Earwax isn’t all bad. The sticky substance helps to trap dirt and dust, acting as a natural moisturiser and protecting the inner ear from germs and infection.

However, your earwax could also be a sign of an underlying health problem, according to a doctor.

The warning not to ignore the signs of excessive earwax build-up comes after the news that almost 10 million people in England can no longer access free earwax removal services offered by the NHS. 

The Royal National Institute for Deaf People (RNID) said last week that there was “no medical reason” for the withdrawal of these services, and warned that those who can’t afford private treatment were turning to self-removal methods considered to be “dangerous”.

Following the RNID’s claims, Doctor Veronika Matutyte has urged people not to feel discouraged by the service cuts and keep an eye on changes to earwax as they can be an indicator of a bigger health issue.

Dr Matutyte told The Sun: “While earwax is often seen as a trivial matter, it holds much more significance than we generally acknowledge. I always tell my patients to pay attention to their bodies, even to the smallest signs like changes in earwax. 

“Remember, our body has its way of signalling distress; sometimes, it’s through something as simple as earwax.”

The doctor also outlined three conditions that could be linked to excessive earwax.

1. Lupus

Lupus refers to a disease that occurs when your body’s immune system attacks your own tissues and organs. 

The condition can trigger a variety of problems, including joint pain, skin rashes, tiredness, mouth ulcers, hair loss, chest or tummy pain, and even depression.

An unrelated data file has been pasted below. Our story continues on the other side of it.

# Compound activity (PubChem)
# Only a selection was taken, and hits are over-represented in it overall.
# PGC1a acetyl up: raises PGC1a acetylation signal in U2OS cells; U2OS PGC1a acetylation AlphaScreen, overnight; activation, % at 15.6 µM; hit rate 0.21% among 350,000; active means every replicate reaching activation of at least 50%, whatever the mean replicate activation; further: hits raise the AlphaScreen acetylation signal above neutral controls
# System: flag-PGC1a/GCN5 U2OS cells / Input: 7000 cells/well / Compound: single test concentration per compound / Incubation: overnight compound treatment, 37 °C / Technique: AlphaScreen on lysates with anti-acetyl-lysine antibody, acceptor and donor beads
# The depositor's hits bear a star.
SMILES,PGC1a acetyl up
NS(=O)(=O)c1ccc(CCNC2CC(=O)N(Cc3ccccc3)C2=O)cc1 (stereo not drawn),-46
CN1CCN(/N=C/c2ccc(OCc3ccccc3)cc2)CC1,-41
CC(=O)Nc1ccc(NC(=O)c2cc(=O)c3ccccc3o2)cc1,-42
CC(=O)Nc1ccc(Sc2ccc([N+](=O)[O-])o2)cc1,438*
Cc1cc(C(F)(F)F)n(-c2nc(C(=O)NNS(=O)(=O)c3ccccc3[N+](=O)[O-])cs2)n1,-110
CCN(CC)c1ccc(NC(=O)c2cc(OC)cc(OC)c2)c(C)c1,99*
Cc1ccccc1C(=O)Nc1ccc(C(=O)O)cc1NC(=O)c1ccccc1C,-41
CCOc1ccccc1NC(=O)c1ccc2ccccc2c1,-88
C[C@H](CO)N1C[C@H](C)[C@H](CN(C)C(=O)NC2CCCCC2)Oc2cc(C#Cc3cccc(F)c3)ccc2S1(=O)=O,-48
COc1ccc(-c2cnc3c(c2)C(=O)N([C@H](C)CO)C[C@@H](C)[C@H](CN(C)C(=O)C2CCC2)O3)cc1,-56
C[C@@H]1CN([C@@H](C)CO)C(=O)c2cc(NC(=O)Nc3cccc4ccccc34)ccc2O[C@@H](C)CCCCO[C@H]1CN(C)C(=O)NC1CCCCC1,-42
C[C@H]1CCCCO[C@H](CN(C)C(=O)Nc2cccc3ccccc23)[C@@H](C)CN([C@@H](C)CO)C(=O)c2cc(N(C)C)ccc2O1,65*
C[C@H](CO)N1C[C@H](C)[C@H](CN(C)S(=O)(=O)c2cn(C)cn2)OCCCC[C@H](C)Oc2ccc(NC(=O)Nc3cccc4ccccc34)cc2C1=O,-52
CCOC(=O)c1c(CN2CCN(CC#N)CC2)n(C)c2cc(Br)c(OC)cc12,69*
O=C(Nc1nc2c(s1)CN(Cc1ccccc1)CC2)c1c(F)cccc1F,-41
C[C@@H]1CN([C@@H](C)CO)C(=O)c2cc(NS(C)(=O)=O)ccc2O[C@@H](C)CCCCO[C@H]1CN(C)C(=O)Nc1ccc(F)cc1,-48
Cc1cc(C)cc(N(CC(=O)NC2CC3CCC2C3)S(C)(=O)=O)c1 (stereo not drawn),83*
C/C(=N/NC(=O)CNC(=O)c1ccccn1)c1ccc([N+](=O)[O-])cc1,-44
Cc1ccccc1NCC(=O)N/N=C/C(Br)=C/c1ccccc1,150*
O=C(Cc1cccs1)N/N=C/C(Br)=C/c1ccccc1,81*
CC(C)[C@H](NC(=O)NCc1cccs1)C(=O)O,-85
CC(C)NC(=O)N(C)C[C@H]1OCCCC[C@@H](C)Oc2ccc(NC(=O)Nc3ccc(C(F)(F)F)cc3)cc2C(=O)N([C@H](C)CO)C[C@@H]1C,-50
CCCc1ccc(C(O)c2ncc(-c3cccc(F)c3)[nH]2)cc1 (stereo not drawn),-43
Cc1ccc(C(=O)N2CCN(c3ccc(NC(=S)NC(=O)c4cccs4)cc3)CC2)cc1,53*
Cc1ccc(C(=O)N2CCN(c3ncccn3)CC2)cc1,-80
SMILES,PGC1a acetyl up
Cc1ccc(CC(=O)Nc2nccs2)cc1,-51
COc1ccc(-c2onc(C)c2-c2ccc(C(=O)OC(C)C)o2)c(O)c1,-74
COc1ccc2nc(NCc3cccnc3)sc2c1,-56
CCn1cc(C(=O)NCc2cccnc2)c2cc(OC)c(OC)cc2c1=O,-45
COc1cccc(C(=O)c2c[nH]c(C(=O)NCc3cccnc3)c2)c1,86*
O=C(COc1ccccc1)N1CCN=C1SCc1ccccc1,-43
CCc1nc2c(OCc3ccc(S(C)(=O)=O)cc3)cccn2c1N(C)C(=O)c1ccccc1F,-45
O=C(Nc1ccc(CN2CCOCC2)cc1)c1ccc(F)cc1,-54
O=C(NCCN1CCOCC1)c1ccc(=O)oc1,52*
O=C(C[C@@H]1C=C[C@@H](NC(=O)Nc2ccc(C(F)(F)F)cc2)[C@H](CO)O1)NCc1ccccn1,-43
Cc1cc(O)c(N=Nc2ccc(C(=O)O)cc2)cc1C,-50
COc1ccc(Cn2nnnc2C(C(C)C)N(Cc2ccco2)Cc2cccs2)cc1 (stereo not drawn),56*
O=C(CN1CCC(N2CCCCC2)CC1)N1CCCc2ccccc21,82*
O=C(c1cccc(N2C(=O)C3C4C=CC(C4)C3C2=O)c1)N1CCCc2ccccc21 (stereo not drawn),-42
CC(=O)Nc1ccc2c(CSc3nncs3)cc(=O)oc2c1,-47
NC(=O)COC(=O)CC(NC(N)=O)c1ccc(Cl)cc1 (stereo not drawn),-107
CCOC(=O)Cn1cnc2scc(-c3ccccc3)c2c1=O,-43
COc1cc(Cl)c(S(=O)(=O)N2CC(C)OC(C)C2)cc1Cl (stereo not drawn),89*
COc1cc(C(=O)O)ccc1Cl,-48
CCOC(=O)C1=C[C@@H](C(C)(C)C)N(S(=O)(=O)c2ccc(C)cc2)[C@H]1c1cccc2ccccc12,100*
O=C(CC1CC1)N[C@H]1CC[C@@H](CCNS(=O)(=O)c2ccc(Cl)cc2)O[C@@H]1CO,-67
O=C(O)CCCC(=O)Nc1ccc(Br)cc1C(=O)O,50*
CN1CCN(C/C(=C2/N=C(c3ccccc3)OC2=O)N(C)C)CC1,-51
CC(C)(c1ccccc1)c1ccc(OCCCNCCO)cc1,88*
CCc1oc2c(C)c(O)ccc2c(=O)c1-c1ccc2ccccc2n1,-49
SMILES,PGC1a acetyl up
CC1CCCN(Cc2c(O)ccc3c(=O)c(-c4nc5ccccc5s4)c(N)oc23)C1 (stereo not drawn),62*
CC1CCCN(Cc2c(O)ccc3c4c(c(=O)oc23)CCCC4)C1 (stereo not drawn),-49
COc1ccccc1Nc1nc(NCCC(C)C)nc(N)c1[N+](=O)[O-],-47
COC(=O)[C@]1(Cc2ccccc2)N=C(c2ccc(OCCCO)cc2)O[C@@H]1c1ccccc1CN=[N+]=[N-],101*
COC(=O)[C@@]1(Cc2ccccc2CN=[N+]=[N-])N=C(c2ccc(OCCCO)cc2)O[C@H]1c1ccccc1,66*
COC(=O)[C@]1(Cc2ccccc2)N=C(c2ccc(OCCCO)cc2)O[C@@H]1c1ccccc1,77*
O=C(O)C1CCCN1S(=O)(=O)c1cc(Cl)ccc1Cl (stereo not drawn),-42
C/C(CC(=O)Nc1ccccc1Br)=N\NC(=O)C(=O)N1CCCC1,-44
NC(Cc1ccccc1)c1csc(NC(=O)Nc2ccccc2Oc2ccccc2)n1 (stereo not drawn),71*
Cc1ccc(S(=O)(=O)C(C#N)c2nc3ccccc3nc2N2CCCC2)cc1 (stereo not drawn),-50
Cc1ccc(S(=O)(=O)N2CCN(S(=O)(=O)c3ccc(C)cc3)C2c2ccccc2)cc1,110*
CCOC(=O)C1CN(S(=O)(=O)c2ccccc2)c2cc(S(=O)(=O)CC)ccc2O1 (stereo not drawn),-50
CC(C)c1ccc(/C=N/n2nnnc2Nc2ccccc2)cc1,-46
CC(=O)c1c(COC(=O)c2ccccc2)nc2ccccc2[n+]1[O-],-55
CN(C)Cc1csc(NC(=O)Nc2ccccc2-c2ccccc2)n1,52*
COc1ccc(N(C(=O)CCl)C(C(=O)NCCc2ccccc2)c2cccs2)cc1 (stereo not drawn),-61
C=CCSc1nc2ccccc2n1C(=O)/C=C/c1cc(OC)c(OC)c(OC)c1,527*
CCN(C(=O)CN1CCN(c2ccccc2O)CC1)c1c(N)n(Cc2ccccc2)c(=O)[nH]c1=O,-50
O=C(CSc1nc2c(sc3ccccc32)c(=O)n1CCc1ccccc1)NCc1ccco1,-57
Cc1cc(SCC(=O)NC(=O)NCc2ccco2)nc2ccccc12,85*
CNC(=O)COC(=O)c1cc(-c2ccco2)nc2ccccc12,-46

According to Dr Matutyte, it can also cause excessive earwax because of “chronic inflammation” that can extend to the ears and cause “abnormal earwax production”.

Dr Matutyte explained that patients with lupus might notice changes to the consistency and colour of their earwax, and while the symptom can be “subtle”, it shouldn’t be ignored. 

2. Swimmer’s ear

Triggered by repeated exposure to water, swimmer’s ear, also known as otitis externa, causes the external ear canal to swell and redden.

One of the main signs of the painful condition is excessive earwax, which can also include a discharge of liquid or pus from the ear, as well as other symptoms including ear pain.

If you are suffering from any symptoms linked to swimmer’s ear, you should see your GP.

3. Otosclerosis

Otosclerosis describes a problem with the bones inside your ear which causes gradual hearing loss. While this condition doesn’t necessarily cause excessive ear wax, Dr Matutyte warned that some patients mistake their symptoms for earwax build-up and ignore them until they begin to lose their hearing.

The NHS recommends seeing a GP if you think your hearing is getting worse, or if you have tinnitus regularly.

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